Gregor tried to stifle a laugh at the gobbledygook that was coming out of Baist’s mouth. He missed the days when Baist’s answers were, “I don’t know, I just do,” or, “Practice.” Now he spoke as if he were a scientist talking about physics.

Gregor almost stepped away to get himself another drink when he caught a young man approaching Baist from the corner of his eye. His green plaid kilt swayed against his shins as he talked aimlessly to the man walking beside him. It was clear he wasn’t approaching Baist for a chat or an autograph; it appeared he simply wasn’t watching where he was going. Baist stood quickly from his stooping position to demonstrate the best way to hoist the caber into his hands, startling the young man who tripped and crashed into Baist’s bulky body. While Baist barely moved under the impact of the young man bouncing off his chest, the young man seemed to panic momentarily, grabbing at Baist’s head and ripping off his glengarry in the process.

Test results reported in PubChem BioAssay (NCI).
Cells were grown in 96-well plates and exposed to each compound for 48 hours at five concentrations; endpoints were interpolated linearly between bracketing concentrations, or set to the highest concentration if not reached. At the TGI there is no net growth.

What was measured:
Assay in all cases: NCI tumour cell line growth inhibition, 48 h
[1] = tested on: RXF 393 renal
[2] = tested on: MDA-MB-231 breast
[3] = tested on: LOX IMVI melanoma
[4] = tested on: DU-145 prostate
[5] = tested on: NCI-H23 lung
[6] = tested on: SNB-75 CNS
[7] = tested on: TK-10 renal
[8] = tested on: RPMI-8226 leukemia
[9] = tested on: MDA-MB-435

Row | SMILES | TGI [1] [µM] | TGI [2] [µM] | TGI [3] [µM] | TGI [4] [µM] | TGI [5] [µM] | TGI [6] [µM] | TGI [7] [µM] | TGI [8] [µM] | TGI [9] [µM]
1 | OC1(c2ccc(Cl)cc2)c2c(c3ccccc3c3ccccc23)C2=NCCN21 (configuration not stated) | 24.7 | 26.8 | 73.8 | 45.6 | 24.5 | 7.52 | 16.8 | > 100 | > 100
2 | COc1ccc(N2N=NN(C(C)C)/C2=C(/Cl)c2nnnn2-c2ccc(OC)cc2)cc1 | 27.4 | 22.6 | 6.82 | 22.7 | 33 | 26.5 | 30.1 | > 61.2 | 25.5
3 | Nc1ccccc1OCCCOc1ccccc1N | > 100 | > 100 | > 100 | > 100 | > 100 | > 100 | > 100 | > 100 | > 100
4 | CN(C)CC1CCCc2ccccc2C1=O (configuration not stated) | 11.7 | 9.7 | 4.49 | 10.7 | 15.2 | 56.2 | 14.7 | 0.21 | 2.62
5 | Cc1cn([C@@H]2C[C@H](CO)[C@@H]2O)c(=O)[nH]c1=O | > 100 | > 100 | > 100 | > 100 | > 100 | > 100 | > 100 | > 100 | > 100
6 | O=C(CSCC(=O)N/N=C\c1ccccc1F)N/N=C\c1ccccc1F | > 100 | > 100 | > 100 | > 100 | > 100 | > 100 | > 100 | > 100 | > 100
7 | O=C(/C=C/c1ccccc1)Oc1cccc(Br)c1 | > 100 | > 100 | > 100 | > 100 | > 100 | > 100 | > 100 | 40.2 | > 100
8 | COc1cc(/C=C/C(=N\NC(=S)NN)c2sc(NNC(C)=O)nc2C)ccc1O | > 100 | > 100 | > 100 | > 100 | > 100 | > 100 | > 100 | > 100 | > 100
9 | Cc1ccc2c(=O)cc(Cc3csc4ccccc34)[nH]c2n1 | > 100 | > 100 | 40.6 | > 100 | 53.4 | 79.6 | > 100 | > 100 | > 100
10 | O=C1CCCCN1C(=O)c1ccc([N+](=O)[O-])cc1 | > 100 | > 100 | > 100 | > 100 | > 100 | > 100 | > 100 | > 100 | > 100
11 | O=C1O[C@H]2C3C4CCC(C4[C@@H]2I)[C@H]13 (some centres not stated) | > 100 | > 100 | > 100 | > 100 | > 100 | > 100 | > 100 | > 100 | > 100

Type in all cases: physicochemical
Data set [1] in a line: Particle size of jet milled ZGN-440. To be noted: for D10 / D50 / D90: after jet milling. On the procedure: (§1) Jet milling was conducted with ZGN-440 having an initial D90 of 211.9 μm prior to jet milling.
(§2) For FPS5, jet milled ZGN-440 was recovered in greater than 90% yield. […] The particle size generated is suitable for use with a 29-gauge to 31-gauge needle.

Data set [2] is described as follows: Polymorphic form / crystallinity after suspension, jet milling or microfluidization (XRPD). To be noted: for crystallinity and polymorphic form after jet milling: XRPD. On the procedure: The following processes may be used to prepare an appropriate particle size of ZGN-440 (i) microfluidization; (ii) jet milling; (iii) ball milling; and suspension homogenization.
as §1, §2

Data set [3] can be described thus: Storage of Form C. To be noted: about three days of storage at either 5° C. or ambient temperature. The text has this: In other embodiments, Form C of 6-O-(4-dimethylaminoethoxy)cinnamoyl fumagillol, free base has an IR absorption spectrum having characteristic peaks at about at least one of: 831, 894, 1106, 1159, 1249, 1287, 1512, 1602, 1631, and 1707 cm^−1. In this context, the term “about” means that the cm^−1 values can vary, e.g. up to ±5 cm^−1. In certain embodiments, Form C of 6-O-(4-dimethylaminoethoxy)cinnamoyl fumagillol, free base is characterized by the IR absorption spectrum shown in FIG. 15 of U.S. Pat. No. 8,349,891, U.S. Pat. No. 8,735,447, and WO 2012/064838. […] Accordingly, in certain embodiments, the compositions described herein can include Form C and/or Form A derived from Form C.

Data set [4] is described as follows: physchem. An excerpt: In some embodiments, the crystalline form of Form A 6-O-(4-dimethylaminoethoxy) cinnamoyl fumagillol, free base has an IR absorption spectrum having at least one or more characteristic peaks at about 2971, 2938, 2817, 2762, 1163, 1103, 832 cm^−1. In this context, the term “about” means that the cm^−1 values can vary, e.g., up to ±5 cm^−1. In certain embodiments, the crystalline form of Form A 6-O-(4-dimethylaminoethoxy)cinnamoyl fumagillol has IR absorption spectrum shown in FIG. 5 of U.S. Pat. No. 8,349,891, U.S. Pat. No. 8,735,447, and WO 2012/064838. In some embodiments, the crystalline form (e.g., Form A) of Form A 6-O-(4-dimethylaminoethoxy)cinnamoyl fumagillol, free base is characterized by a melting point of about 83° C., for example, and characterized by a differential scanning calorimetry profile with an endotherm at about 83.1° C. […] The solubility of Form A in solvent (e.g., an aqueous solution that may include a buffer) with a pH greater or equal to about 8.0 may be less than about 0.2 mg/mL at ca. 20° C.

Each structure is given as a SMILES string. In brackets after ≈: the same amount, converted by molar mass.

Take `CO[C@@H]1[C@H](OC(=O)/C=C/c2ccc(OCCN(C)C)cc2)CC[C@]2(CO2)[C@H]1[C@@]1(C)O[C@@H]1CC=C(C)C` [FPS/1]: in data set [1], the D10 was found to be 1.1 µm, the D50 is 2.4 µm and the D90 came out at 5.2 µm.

“Are you off your head, mate?” Gregor shouted, pushing the young man back to the ground as he tried to get to his feet. “That’s my Granddad’s glengarry, you walloper. What’s your problem?”

Though half Baist’s size, the young man seemed unafraid as he got to his feet and stepped toward Baist. The white wolf logo on his black shirt's left breast almost touched the bottom of Baist’s right pec. Almost. But the young man was too short to even get that kind of clearance.

“It was an accident, mate,” the young man replied coolly. “No reason to overreact.”

Baist shoved the young man again. “Get out of my face, lad. You should think better before squaring off with me.”

The young man snorted at Baist’s comment. Seconds passed as Gregor waited for the inevitable kerfuffle to break out between the two men and their friends. The young man glanced around at the crowd, all seemingly on Baist’s side, before shaking his head in disgust and stepping away from the tent.

“Alright, you tossers! It’s time for your event!” the announcer’s voice boomed across the park.


“Welcome to the Cowal Highland Games Caber Toss!” the announcer began as the men lined up for their event. “We are honored that Baist Thomson is with us this year! He has held the record for caber toss for the past nine years! Baist, would you do the honors of tossing the first caber?”